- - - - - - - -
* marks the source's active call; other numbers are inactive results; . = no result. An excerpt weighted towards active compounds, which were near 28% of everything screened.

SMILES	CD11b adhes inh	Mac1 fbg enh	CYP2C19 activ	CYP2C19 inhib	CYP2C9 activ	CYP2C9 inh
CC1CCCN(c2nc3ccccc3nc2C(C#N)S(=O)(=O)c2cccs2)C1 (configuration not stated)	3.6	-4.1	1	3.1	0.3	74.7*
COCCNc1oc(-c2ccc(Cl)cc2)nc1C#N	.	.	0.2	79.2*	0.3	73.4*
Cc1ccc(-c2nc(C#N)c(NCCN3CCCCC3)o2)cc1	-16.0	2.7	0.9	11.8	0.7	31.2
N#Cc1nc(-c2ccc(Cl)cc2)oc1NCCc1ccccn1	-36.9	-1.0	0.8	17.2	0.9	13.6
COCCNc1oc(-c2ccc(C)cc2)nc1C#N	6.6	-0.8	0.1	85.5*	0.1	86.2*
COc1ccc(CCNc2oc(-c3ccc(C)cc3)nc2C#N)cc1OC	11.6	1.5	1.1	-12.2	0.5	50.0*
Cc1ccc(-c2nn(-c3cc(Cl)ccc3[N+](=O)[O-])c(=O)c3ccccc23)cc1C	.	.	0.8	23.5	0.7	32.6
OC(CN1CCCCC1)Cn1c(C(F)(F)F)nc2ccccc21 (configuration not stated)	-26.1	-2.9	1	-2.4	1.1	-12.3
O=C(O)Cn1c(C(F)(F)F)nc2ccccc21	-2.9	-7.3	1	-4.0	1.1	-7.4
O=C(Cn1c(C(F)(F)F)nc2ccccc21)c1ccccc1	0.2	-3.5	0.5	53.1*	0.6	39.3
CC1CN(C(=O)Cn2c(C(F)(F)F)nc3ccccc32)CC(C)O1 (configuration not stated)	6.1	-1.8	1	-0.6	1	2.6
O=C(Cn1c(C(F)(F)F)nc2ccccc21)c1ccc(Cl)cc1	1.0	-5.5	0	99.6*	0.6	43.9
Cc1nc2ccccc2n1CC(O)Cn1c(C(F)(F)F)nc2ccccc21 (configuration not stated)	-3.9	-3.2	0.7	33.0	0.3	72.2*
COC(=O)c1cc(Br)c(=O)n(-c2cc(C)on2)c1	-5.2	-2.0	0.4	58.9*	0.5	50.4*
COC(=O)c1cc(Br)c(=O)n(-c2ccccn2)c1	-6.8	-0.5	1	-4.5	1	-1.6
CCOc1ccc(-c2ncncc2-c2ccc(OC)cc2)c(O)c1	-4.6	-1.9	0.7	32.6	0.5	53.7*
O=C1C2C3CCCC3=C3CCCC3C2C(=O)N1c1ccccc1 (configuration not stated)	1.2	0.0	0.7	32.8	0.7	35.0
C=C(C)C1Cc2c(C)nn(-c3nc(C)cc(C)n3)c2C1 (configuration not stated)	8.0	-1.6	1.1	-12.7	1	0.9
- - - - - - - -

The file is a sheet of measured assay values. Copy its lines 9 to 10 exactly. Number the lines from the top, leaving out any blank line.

Cc1ccc(-c2nn(-c3cc(Cl)ccc3[N+](=O)[O-])c(=O)c3ccccc23)cc1C	.	.	0.8	23.5	0.7	32.6
OC(CN1CCCCC1)Cn1c(C(F)(F)F)nc2ccccc21 (configuration not stated)	-26.1	-2.9	1	-2.4	1.1	-12.3